Can a No-Sex Marriage Survive Over the Long Haul?
Your marriage is much more than sex. But what do you do when your union involves no sex at all? With no end in sight? It certainly did not start out that way!
No doubt, you have realized that your marriage can very quickly, and contentiously, become all about the lack of sex. On the other hand, as an emotional defense, perhaps you have simply resigned yourselves to more of a roommate connection than a romantic or sexual relationship.
And as time goes by, you may wonder (as many partners in marriage counseling do), whether you can really make a life together work happily and long-term with one of the most intimate bonding acts afforded a couple completely off the table.
Can a no-sex marriage make it?
A sexless marriage can wear on your individual self-esteem and drive wedges of resentment and anxiety between you and your partner. With that in mind, consider the reasons for your no-sex marriage and how they might affect you long term.
Understanding why you gave up on sex matters
Couples generally agree that a sexless marriage born out of traumatic or medical reasons feels more acceptable than a no-sex situation resulting from emotional problems. If no illness is putting sex on the back burner and no major injury or past abuse is causing you major discomfort, a marriage without sex is in danger of not lasting.
Identifying where things went wrong is key. Life experiences can weaken and wear on a once healthy sexual connection. A new baby, demanding careers, blending families, and lessened interest in maintaining physical attractiveness for each other can tempt you to put sex aside. Before you know it, putting sex aside can become the norm.
On a deeper level, agreeing to marriage counseling may also help you both uncover any unresolved problem that blocks physical sharing and intimacy. It is important to identify what you have been unwilling or unable to face productively.
Couples often abandon sex because they have allowed hurt, resentment, and discontent to fester. The vulnerability of having sex can feel like too much to bear when emotions are raw or either partner feels disrespected, unheard or unappreciated.
Recognize that this is bigger than a lack of sex.
The truth? A no-sex sex marriage is difficult to sustain. It simply works against your need to connect and belong to your partner in a special, intimate way. If you and your partner are choosing to live without sex or one of you is withholding sex from the other, the strain you are putting on your marriage will likely be too much for you both to manage successfully.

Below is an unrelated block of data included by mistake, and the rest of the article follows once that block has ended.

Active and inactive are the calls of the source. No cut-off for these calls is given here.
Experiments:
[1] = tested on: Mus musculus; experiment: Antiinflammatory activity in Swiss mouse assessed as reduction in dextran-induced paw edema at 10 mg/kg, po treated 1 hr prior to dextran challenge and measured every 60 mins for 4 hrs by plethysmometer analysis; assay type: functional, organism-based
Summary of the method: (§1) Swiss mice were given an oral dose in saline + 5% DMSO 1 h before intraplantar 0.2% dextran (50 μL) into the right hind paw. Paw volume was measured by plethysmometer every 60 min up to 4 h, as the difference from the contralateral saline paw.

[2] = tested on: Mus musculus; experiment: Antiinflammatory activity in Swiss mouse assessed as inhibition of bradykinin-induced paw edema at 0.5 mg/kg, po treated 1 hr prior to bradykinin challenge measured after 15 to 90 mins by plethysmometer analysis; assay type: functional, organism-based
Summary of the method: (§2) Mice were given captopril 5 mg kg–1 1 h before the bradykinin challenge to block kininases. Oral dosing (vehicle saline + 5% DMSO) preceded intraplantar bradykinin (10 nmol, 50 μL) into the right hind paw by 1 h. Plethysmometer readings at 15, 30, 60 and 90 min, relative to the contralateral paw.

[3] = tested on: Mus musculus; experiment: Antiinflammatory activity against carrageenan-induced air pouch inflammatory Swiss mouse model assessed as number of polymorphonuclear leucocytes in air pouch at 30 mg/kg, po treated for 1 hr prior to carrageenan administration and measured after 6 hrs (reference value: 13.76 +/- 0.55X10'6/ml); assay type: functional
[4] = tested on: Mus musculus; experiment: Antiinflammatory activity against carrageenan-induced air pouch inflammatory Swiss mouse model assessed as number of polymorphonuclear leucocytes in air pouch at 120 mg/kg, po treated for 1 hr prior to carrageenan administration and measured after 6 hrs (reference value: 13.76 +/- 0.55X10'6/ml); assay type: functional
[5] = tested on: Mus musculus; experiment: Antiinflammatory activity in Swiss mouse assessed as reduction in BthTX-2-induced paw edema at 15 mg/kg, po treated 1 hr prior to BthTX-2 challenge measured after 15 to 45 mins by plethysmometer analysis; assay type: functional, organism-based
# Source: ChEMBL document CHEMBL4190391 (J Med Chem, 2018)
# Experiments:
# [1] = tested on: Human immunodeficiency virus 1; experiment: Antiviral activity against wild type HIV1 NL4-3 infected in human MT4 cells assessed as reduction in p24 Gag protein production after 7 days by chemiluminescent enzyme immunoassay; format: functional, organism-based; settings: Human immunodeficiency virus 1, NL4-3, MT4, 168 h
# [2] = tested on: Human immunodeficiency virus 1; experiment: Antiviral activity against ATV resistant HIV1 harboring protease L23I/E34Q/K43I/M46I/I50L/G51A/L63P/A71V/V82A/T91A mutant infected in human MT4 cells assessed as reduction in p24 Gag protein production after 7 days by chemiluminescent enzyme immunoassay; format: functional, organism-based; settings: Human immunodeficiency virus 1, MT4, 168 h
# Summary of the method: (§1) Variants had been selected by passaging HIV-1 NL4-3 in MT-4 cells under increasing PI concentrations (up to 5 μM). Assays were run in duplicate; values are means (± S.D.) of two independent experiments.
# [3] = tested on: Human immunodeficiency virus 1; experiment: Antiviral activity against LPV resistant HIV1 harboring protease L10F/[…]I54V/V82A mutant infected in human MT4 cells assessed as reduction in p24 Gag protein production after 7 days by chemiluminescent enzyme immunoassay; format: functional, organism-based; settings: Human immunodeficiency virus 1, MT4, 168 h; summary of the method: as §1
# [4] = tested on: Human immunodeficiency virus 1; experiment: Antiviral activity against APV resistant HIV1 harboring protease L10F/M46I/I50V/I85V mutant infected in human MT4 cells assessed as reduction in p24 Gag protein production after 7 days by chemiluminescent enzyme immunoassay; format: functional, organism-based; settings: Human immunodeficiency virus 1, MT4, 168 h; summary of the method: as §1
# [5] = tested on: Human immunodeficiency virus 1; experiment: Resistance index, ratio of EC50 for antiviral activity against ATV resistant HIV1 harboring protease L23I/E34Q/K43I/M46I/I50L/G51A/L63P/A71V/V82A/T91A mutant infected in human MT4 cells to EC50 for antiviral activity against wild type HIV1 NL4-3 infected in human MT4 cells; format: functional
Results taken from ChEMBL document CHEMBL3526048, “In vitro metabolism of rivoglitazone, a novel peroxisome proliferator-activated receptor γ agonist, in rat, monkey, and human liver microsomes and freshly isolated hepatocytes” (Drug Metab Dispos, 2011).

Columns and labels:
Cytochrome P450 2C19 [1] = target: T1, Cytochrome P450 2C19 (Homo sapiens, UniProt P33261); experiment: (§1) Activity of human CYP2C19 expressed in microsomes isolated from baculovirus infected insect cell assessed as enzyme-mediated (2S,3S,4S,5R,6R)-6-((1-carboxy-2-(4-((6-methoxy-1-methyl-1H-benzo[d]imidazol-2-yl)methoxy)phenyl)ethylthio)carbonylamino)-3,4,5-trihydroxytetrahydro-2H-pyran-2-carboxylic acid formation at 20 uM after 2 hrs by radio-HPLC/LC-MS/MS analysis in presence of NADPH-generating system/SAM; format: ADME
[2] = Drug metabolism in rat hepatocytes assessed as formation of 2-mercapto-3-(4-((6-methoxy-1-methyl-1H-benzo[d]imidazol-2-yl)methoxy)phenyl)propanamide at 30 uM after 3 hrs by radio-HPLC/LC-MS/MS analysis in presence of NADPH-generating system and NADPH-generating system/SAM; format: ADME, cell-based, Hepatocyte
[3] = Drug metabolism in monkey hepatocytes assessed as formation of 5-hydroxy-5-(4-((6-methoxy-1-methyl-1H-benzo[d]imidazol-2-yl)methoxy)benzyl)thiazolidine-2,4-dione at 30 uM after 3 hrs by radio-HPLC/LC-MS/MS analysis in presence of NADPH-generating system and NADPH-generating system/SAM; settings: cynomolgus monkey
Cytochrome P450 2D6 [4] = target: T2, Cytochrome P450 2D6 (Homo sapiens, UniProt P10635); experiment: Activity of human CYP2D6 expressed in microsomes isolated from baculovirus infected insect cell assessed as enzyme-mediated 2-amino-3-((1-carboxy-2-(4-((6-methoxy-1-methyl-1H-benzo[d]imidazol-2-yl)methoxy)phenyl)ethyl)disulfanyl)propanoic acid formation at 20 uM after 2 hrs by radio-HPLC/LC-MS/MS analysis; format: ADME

At the heart of a no-sex marriage, there is something missing, apart from the sex itself. It is likely that a certain degree of emotional isolation exists between the partners.
Typically, it is more than just sex that is lacking in the relationship. Spouses need to ask themselves:
What is the true nature of our relationship? Are we indifferent roommates? Are you angry and feeling rejected? Is your relationship loveless and devoid of connection or affection as well as sexless?
Figuring out what keeps a sexless marriage an option, rather than an obstacle to overcome, could provide some valuable insight regarding the future of the relationship.
Do you want to survive or thrive?
Long-term, toughing out a no-sex marriage is possible. There are other ways to be intimate.
Toughing out a lack of sex in a marriage that is lacking emotionally is infinitely harder; and most couples find that too much to take.
Generally, spouses want more than to simply survive the circumstances of their marriage. Finding the motivation to have sex is also finding the courage and commitment to reconnect on all levels.
To survive over the long haul a couple needs to find the support and tools to restore an interest in a fully connected relationship.
Can a no-sex marriage survive?
Maybe, but ask this question instead:
Am I willing to make my no-sex marriage better?
Instead of boxing your marriage into a sexless corner, seek help.
Challenge yourselves to focus the remaining affection, goodwill, and commitment between you toward something proactive. Through marriage counseling and sex therapy, you can overcome the sense of helplessness that keeps your relationship less than ideal emotionally and physically.
About the Author
Dr. Stan Hyman is a licensed psychotherapist, clinical sexologist and life coach in private practice in Miami, Florida. He works with couples struggling with powerful issues such as sexuality, infidelity, careers, and intimacy. He also specializes in treating addictions, anger, anxiety, stress, depression and work-life balance.
Call or email for a cost-free telephone consultation. Services are rendered either at the office located at 2999 NE 191 St. Suite 703, Miami, Florida 33180 or through video conference via Skype or FaceTime. .